Jerusalem's former mayor received NIS 120 thousand in cash on election day
State's key witness speaks of the bribes he allegedly gave Uri Lupolianski; 'he was never asked to return it because it was given as a loan.'
On the fourth day of his testimony, the state’s key prosecution witness in the Holyland trial, S.D., spoke about the bribe money he allegedly transferred to former Jerusalem mayor Uri Lupolianski.
The witness testified that at Lupolianski’s request, he made donations to the “Yad Sarah,” foundation, which was founded by the Lupolianski family in memory of Lupolianski’s mother, in order to build a synagogue. The witness’s bribe money was used for purchasing an ancient ark, as well as other equipment for the foundation. According to S.D., the donations were made in exchange for advancing the Holyland building project. Lupolianski was yet to be elected as mayor at the time.
“Toward the end of May 2000, Mr. Lupolianski led me on a tour of the ‘Yad Sarah’ facility in Jerusalem,” said the witness, “during which he explained to me that he would be very interested in building a synagogue at the site, and that a budget for such a synagogue was not taken into account.”
“A day or two later,” continued S.D., “after I’d spoke with Mr. Cherney [Hillel Cherney, owner of the Holyland complex, defendant in the case] and received the permits, I informed Lupolianski that we agreed to build a synagogue for ‘Yad Sarah.’”
“Mr. Lupoliansky spoke with me and said that he would be very interested in having a one of a kind holy ark in the synagogue that was to be built,” said S.D. According to the witness, after Lupolianski’s request, he set out to acquire an ark from the 18th century at a public auction. The ark cost him roughly NIS 77 thousand.
The prosecutor asked the witness, “in addition to the donations you made to Mr. Lupoliansky for ‘Yad Sarah,’ when did you send him other funds, not in the form of donations?”
“There was one such occasion, when Mr. Lupoliansky was running for mayor. Then, we gave him NIS 120 thousand in cash on election day for the people he had in the field,” answered S.D.
“Who was involved in this occasion?” the prosecutor asked. “Mr. Rabin [Meir Rabin, S.D.’s assistant, another defendant] was involved. We had a meeting with Mr. Lupoliansky at the King David Hotel in Jerusalem, and at that meeting one of the topics of discussion was his need for cash on election day,” testified S.D.
“Then we decided to give him $30 thousand, which was worth NIS 120 thousand, which he indeed received later in cash,” he added.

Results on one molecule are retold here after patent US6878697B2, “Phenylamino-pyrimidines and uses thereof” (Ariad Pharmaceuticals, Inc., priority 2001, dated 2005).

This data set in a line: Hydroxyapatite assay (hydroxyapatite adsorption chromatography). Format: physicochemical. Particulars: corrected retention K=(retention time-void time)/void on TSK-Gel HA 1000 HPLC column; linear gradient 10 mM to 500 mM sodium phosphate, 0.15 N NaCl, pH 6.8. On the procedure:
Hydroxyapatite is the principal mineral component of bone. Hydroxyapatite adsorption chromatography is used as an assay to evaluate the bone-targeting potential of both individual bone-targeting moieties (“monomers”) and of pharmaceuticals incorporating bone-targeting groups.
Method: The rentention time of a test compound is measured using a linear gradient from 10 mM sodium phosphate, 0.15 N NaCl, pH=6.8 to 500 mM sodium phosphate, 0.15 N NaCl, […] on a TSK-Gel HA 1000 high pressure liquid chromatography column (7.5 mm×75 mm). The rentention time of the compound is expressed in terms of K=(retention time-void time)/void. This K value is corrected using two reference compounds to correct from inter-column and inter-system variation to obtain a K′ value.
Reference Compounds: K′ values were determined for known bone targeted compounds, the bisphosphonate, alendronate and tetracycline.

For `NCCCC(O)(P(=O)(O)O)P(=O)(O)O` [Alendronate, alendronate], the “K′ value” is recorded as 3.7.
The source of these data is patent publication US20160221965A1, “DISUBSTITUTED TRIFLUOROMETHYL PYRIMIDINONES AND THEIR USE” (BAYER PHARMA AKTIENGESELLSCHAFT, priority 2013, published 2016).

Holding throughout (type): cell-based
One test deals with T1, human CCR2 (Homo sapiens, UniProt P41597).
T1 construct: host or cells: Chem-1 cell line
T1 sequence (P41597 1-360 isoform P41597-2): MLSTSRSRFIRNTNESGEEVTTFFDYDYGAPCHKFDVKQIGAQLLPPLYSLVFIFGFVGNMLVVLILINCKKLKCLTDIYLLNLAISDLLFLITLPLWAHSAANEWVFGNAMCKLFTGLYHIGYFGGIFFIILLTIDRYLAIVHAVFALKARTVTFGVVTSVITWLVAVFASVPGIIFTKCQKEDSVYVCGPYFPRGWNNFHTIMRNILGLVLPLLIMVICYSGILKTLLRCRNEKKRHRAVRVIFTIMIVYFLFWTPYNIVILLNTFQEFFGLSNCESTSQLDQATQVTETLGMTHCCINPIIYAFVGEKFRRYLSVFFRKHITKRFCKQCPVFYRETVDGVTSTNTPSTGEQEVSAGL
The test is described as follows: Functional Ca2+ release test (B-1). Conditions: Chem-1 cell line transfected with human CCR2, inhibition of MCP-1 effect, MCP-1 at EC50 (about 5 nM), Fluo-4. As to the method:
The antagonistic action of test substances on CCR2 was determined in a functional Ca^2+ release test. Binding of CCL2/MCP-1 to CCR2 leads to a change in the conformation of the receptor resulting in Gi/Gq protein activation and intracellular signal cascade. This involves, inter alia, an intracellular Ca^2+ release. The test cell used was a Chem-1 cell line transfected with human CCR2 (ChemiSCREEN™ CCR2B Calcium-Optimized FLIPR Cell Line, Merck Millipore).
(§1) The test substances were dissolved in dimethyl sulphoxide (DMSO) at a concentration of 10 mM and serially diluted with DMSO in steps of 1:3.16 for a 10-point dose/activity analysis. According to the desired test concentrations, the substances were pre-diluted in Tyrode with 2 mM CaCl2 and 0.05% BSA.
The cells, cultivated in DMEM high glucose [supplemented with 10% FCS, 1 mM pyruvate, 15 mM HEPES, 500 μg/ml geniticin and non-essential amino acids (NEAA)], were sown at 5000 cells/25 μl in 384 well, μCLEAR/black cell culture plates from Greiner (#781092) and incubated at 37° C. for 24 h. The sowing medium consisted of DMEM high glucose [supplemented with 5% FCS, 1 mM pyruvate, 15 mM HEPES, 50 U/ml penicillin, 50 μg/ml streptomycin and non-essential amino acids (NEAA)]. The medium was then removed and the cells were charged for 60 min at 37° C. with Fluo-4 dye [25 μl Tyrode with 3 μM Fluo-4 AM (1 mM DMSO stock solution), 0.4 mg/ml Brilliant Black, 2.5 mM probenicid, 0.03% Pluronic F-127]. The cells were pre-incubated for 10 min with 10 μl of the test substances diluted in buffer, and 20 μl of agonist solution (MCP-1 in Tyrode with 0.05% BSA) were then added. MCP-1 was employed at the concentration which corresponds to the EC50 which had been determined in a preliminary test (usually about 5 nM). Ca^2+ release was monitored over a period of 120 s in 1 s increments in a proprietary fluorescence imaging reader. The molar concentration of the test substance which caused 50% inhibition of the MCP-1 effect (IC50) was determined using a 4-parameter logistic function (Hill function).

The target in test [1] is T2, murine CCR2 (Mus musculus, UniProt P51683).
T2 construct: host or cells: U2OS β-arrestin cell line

“Mr. Meir Rabin brought it to him in cash. I gave Mr. Rabin the money from funds I had received from Mr. Cherney,” continued the witness.
The witness was asked in Lupolianski returned the NIS 120 thousand, and replied: "[He] didn’t return it. It wasn’t meant to be returned. He was never asked to return it because it was given as a loan.”
On another occasion, the witness explained, he gave Lupolianski’s son NIS 40 thousand for a kollel that he managed.
When asked about his relationship with Cherney, the witness replied, “Mr. Cherney knew that I gave money, and he requested that at those stages the money be given as loans." S.D. continued, “later on, there were also communications with Cherney regarding these amounts, in which I told him that they were not loans and that I did not mean to collect.”
According to the witness, Cherney “hoped that it would stop at some point… he continued to pay the bribes later as well, though he simply decided that some of the bribes would be given in the form of loans. He hoped that the loans would be repaid, and I told him that this money will not be returned.”
The witness explained that in 2002 Lupolianski approached him angrily and complained that Cherney did not deliver $1 million to ‘Yad Sarah,’ as he had promised. According to S.D., based on the promise, ‘Yad Sarah’ had already began to purchase equipment, thought it turned out then that Cherney did not deliver the money, or part of it, as he had promised.
The witness explained that during that time talks began about changing the zoning of the Holyland grounds and the urban building scheme. “I don’t know what made Cherney promise $1 million and not keep that promise,” said the witness.
According to the Holyland Affair indictment, businessman Hillel Cherny, the owner of the land in question, acted to change the designation of the real estate to enable the construction of a residential area. Between 1994 and 2007, Cherney and S.D., together with S.D.'s assistant Meir Rabin, are said to have paid millions of Shekels in bribes. After the lands' designation was changed, Cherney sold part of the lands to a company named "Holyland Park," headed by three other defendants, including former Polar Investments CEO Avigdor Kelner, who owns a stake in Holyland.
The prosecutor's office claims that "during this period, carrying out a systematic and ongoing plan, the entrepreneurs, S.D. and Rabin, bribed a long list of elected officials and public servants in the Jerusalem municipality, in order to persuade them to support the project."
During his testimony, S.D. claimed that he acted as a middleman between the entrepreneur and the elected officials. S. admitted that he forwarded the requests to the authorities and was constantly in touch with the officials.
"At the end of the day… due to the criminal activity I carried out with the full knowledge and approval of Cherney, and through his funding, we managed to secure 311 thousand square meters for construction instead of only 25,000 square meters," S.D. said.